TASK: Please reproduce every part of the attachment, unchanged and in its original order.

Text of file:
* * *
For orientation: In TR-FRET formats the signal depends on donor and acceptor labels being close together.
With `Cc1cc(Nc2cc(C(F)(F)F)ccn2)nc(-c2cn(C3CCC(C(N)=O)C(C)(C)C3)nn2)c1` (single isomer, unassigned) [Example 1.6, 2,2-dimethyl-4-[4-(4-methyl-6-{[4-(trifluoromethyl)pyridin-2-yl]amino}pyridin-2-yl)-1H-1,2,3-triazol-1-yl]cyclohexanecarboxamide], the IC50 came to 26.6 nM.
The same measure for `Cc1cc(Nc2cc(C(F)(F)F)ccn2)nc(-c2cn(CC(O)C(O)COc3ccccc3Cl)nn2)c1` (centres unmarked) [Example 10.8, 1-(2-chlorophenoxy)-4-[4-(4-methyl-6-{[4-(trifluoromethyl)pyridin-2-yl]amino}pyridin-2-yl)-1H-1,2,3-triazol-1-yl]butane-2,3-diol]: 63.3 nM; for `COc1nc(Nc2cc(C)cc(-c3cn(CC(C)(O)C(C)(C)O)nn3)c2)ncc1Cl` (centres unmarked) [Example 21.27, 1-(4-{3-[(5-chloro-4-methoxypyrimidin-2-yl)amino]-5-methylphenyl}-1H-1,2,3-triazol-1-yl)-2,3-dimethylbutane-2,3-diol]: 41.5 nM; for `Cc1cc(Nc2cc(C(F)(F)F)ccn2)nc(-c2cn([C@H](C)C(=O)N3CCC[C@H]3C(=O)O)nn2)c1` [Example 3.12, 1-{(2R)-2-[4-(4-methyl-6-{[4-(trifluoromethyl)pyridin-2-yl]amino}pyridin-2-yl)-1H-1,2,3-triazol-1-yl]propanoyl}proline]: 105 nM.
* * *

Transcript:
For orientation: In TR-FRET formats the signal depends on donor and acceptor labels being close together.
With `Cc1cc(Nc2cc(C(F)(F)F)ccn2)nc(-c2cn(C3CCC(C(N)=O)C(C)(C)C3)nn2)c1` (single isomer, unassigned) [Example 1.6, 2,2-dimethyl-4-[4-(4-methyl-6-{[4-(trifluoromethyl)pyridin-2-yl]amino}pyridin-2-yl)-1H-1,2,3-triazol-1-yl]cyclohexanecarboxamide], the IC50 came to 26.6 nM.
The same measure for `Cc1cc(Nc2cc(C(F)(F)F)ccn2)nc(-c2cn(CC(O)C(O)COc3ccccc3Cl)nn2)c1` (centres unmarked) [Example 10.8, 1-(2-chlorophenoxy)-4-[4-(4-methyl-6-{[4-(trifluoromethyl)pyridin-2-yl]amino}pyridin-2-yl)-1H-1,2,3-triazol-1-yl]butane-2,3-diol]: 63.3 nM; for `COc1nc(Nc2cc(C)cc(-c3cn(CC(C)(O)C(C)(C)O)nn3)c2)ncc1Cl` (centres unmarked) [Example 21.27, 1-(4-{3-[(5-chloro-4-methoxypyrimidin-2-yl)amino]-5-methylphenyl}-1H-1,2,3-triazol-1-yl)-2,3-dimethylbutane-2,3-diol]: 41.5 nM; for `Cc1cc(Nc2cc(C(F)(F)F)ccn2)nc(-c2cn([C@H](C)C(=O)N3CCC[C@H]3C(=O)O)nn2)c1` [Example 3.12, 1-{(2R)-2-[4-(4-methyl-6-{[4-(trifluoromethyl)pyridin-2-yl]amino}pyridin-2-yl)-1H-1,2,3-triazol-1-yl]propanoyl}proline]: 105 nM.